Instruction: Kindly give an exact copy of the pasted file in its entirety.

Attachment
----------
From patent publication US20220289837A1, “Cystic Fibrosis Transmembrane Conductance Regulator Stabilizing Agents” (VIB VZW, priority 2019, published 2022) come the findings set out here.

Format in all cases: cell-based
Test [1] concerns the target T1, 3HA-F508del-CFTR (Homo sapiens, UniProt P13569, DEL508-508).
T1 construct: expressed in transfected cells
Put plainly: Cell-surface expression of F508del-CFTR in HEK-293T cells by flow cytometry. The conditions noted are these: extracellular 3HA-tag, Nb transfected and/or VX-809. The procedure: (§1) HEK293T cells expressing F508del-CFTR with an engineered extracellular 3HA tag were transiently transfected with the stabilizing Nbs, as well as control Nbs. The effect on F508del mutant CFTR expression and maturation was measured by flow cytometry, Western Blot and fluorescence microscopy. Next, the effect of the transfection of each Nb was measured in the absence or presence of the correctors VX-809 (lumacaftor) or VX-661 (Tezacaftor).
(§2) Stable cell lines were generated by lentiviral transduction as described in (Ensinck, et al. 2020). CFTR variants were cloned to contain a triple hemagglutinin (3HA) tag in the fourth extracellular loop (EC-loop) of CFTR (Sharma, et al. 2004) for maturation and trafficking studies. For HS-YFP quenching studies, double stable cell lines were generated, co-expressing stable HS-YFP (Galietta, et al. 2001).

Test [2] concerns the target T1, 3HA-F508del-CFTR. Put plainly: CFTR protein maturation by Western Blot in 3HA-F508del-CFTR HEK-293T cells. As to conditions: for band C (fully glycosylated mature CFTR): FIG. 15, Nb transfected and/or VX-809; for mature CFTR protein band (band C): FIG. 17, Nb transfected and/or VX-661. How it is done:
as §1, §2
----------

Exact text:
From patent publication US20220289837A1, “Cystic Fibrosis Transmembrane Conductance Regulator Stabilizing Agents” (VIB VZW, priority 2019, published 2022) come the findings set out here.

Format in all cases: cell-based
Test [1] concerns the target T1, 3HA-F508del-CFTR (Homo sapiens, UniProt P13569, DEL508-508).
T1 construct: expressed in transfected cells
Put plainly: Cell-surface expression of F508del-CFTR in HEK-293T cells by flow cytometry. The conditions noted are these: extracellular 3HA-tag, Nb transfected and/or VX-809. The procedure: (§1) HEK293T cells expressing F508del-CFTR with an engineered extracellular 3HA tag were transiently transfected with the stabilizing Nbs, as well as control Nbs. The effect on F508del mutant CFTR expression and maturation was measured by flow cytometry, Western Blot and fluorescence microscopy. Next, the effect of the transfection of each Nb was measured in the absence or presence of the correctors VX-809 (lumacaftor) or VX-661 (Tezacaftor).
(§2) Stable cell lines were generated by lentiviral transduction as described in (Ensinck, et al. 2020). CFTR variants were cloned to contain a triple hemagglutinin (3HA) tag in the fourth extracellular loop (EC-loop) of CFTR (Sharma, et al. 2004) for maturation and trafficking studies. For HS-YFP quenching studies, double stable cell lines were generated, co-expressing stable HS-YFP (Galietta, et al. 2001).

Test [2] concerns the target T1, 3HA-F508del-CFTR. Put plainly: CFTR protein maturation by Western Blot in 3HA-F508del-CFTR HEK-293T cells. As to conditions: for band C (fully glycosylated mature CFTR): FIG. 15, Nb transfected and/or VX-809; for mature CFTR protein band (band C): FIG. 17, Nb transfected and/or VX-661. How it is done:
as §1, §2